To celebrate the release of Maya 2018, Long Winter Studios crafted the short film “Wall of Death,” featuring the best of Maya’s animation and modeling workflows. Here’s a peek at what inspired them and powered them through the process, from concept to final renders.
1/ We used Maya to stay fast and flexible
From start to finish, we built the film in six weeks. Essentially, that is two weeks for concept and asset creation, two weeks for layout and animation, and then another two weeks for render and comp. This was possible due to the flexibility of working with Maya as our core software. With Maya, we’re able to both rely on a huge set of tools we’ve built internally, and also are able to quickly write new tools and scripts on the fly that massively speed up production. We automate whatever we can in order to focus on the artistry on screen.
2/ Our team worked entirely in the cloud
We’re a remote team. We work entirely off a cloud-based pipeline, with specific tools we've made for Maya to help facilitate our "connectedness." We deliver high-quality work FAST, taking advantage of RenderNation's cloud rendering system for the Arnold work. Our creative director for “Wall of Death,” Eugene, was six hours ahead of us in the UK, and our small team of four was spread throughout the United States. Working in different time zones can be tricky but being organized and having some slick tools makes it possible to keep the artists focused on being creative.
3/ We embraced the challenge and worked smart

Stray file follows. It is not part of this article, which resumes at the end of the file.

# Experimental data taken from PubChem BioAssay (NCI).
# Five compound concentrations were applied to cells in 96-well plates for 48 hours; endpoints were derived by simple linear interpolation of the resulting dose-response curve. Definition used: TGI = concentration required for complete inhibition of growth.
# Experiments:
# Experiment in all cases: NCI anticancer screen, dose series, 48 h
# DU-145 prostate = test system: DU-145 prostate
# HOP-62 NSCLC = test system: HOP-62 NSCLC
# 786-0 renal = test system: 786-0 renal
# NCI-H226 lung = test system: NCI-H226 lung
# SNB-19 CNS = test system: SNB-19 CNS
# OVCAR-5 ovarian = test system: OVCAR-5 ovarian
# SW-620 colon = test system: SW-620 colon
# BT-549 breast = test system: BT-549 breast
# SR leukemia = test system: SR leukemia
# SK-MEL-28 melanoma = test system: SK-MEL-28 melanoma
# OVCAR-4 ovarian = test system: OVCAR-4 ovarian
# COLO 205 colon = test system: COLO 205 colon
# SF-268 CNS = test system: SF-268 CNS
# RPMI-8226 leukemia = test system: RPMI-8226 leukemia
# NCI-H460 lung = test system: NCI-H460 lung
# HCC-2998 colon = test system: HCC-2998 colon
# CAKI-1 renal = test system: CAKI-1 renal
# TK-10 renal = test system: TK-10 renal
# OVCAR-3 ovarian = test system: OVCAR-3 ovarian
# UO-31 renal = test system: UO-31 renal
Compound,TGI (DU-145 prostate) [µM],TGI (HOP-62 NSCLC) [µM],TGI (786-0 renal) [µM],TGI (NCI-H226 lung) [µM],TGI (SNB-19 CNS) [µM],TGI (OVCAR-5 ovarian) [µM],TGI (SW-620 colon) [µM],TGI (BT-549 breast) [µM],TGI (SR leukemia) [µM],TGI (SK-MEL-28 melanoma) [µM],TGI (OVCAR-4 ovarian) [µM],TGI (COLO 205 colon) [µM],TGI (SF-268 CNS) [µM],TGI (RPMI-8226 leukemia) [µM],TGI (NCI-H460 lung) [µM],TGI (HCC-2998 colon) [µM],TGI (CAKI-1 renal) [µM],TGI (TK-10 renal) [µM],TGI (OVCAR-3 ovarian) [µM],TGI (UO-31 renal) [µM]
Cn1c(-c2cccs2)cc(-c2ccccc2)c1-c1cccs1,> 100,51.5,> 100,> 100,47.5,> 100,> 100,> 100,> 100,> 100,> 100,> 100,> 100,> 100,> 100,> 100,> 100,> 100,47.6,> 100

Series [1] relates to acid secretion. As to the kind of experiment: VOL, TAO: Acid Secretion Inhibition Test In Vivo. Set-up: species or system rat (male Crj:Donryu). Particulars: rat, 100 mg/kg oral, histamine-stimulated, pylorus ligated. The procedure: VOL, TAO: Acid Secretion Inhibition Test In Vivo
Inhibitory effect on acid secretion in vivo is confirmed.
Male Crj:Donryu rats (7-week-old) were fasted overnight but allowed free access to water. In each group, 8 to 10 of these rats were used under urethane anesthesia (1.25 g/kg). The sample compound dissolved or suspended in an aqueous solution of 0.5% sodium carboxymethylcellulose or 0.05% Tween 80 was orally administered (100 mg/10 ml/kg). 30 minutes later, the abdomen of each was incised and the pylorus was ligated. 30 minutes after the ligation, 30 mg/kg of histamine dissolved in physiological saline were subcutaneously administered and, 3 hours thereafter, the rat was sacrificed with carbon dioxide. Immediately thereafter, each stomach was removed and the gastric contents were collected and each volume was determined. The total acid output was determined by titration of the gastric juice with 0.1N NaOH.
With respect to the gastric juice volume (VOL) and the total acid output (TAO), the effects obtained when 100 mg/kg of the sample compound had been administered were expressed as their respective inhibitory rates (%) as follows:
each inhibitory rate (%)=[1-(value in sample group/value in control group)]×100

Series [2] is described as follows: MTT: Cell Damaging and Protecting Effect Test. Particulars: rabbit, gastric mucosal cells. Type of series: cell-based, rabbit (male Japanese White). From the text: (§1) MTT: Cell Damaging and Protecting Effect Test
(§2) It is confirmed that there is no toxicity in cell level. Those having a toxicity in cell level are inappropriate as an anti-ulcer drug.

Projects like "Wall of Death" are our wheelhouse. We’ve come to love them. We all dream of long projects where creative vision runs free but let’s be honest, with this fast-paced industry, we never get the time we want on a project. Decisions have to be made quickly, and mistakes can ripple out through the entire project. Therefore, you have to be smart, solve problems fast, and hold the quality no matter the pressure. This is what we’ve come to love about our niche. It’s incredibly challenging but also super fulfilling.
4/ We repurposed an old friend
Grimm’s design was inspired by an internally developed character we called, GrimSkull, created by Eric Meister and Thomas Moore. GrimSkull was developed for a graphic novel the two worked on together. In their version of the character, he’s an Indiana Jones-type, stealing precious gems and other relics. For this project, we riffed off that idea and made Grimm a more containable motorcycle daredevil, reckless and with nothing to lose. Grimm is a seasoned stuntman who has looked death in the eyes. He doesn’t hesitate, doesn’t blink, and won’t back down from the next killer stunt. This made imagining his story fun. There is so much more that could be done with him!
5/ We pushed the grit (while having laughs)
We wanted to push the grit of the character as far as we could in the limited time and space we had. We used a long opening shot to establish the character and help you understand a bit about who he is. Then, throughout the film, we wanted to have a bit of a laugh with his tricks. It’s animation after all. Since our creative director was in the UK, sipping tea was a must. I (Andrew Conroy) love office ping pong and since we’re a remote team, animating the ping pong shot is as much as I’ve played (during work hours) since starting our studio here at Long Winter.